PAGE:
Planning Panning

Johan van Zyl All Authors, Johan 1 Comment

When creating certain images, planning and knowing what it is that you are trying to create, is a major step to achieving your goal.  You need to know what it is you want to create, before you create it, make sense?

Panning might not be everyone’s cup of tea, but personally I have found this to be one of the most rewarding images to create.  It is high risk high reward stuff and comes from a lot of trial and error, lots of practice, and the willingness to throw yourself out there to create something different.

1/6 ISO 100 F25

½0  ISO 125  F 9

1/10 ISO 4000 F14

Personally I have found we are hesitant to try this.  What if people don’t like it?  What if I don’t get it right?  What if, what if?  Don’t get me wrong, banking your shot should always be on top of your list, but after you have captured a thousand images of your subject moving, what is next?  Are you just creating another thousand images that are exactly the same?  Are you putting your camera down?

1/8 ISO 100 F20

1/6 ISO 2000 F4

There is no set recipe for panning, as a lot of it depends on how much light you have available, how fast your subject is moving etc. The great thing is when processing your images you can learn from your Lightroom Catalogue that could help you master this art.  When in the Develop Module, simply hit “I” for info (usually twice) and your Aperture, Shutter Speed and ISO should appear in the top left of your screen.

What should my settings be?

On aperture mode, your ISO and Aperture will depend on how much light is available, but ideally you are looking for a shutter speed of 1/30 and slower.  The slower your shutter speed, the more blur you will get and the greater the results, however the risk is much higher of blurring the image completely. A lot of this is trial and error and depends how quickly your subject is moving (the faster your subject moves, the easier it is to blur).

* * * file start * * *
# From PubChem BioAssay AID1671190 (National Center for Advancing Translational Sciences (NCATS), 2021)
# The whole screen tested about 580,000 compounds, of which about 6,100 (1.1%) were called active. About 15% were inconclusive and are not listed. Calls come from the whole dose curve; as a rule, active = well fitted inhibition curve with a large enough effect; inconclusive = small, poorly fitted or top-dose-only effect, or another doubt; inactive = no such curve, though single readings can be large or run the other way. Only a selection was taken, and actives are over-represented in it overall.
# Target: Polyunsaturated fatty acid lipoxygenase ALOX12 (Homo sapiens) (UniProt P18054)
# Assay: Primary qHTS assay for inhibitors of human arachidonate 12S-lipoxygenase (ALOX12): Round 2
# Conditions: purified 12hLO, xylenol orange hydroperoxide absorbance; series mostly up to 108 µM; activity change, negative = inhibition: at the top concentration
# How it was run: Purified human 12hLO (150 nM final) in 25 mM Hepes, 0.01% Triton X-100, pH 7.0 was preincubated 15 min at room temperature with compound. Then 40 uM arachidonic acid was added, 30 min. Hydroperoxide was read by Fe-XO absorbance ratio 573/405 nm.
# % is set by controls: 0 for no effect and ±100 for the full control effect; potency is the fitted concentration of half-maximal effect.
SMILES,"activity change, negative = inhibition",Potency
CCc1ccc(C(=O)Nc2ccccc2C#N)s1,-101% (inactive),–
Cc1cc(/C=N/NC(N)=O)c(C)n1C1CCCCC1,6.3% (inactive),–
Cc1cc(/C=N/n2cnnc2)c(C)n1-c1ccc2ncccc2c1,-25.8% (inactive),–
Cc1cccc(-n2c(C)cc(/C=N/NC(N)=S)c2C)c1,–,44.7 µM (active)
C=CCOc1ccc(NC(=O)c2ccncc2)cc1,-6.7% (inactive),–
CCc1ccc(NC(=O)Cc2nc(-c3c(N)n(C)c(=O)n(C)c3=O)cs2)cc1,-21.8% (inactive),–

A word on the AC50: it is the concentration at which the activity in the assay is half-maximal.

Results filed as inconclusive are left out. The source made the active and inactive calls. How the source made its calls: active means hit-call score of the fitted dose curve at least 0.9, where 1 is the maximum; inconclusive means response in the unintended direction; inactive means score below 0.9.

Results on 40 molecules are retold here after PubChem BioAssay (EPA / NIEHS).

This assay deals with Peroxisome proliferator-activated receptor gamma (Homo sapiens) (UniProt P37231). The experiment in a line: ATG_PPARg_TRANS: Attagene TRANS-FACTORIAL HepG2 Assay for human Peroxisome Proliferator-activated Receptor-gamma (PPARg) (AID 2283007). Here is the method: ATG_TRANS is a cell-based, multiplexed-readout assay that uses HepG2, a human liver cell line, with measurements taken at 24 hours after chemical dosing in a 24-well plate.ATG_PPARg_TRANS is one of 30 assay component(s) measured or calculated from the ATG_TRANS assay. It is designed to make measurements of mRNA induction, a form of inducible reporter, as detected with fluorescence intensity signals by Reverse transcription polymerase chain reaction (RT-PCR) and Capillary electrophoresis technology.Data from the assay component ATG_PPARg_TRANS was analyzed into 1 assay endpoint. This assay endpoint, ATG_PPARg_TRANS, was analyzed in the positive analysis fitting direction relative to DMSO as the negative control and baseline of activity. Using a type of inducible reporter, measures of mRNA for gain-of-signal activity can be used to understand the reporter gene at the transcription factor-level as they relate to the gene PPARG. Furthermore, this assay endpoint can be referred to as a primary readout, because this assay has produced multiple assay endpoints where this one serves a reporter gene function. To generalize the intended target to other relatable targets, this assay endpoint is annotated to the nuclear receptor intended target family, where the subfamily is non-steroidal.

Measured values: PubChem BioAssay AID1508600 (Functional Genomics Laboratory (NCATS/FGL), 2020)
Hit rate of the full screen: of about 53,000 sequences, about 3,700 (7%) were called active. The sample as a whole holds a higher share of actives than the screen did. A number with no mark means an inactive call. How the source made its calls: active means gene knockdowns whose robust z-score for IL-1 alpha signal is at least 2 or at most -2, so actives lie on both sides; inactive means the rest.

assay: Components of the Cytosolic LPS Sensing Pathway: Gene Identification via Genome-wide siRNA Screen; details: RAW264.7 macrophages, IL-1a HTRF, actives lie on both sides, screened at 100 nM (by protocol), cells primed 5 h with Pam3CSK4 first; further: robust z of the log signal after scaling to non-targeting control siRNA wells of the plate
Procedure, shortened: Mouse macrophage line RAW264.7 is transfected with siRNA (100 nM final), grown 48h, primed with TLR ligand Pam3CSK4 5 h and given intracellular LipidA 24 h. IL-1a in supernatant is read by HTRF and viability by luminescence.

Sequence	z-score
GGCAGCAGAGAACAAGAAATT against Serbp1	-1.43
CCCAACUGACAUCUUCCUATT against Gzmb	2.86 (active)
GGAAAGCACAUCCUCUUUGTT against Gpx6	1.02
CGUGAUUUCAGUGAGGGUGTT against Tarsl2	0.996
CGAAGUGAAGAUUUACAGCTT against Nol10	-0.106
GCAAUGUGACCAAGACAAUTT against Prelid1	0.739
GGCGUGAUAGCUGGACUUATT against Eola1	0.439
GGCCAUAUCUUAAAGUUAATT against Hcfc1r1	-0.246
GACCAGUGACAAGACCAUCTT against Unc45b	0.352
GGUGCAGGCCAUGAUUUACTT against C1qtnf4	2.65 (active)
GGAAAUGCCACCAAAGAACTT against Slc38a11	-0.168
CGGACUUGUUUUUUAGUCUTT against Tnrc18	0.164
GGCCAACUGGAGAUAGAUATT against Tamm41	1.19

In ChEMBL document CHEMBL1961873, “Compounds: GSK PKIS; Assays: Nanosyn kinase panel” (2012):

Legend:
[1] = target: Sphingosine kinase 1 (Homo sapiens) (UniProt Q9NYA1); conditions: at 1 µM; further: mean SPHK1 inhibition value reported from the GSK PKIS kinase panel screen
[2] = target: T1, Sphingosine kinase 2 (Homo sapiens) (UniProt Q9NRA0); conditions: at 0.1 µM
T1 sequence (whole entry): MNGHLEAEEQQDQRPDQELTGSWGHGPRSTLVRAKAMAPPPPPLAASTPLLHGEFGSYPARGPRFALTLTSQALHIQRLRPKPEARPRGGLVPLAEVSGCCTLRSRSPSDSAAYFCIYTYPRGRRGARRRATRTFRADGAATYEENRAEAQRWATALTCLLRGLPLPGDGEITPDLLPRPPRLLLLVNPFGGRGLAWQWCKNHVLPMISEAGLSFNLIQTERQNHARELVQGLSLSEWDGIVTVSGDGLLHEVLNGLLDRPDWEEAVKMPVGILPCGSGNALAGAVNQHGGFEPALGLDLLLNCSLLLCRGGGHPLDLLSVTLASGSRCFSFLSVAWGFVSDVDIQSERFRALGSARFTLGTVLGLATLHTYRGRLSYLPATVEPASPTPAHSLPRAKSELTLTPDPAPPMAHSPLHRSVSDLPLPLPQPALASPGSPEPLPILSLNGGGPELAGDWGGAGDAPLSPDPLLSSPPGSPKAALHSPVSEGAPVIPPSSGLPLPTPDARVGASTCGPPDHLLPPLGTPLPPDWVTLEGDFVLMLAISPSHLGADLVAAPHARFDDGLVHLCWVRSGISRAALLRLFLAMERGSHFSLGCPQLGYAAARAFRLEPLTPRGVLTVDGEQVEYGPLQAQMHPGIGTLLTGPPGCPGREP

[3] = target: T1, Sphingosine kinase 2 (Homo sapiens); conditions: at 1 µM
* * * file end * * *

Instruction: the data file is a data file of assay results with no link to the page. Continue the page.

Focus on the shoulder or neck area, this will give you a larger area to focus on.  Whilst keeping your finger on the shutter move at the same speed as your subject.  Ideally you want some part of the subject (preferably the face/shoulder area to be in focus, giving your viewers eyes a place to rest).

So the next time you on Safari, bank your shots, but then why not try something different?



About the Author

Johan van Zyl


The opportunity of visiting some of the wildest, undisturbed areas and sharing my passion for wildlife, conservation and photography with like minded people is a privilege that I am forever grateful.

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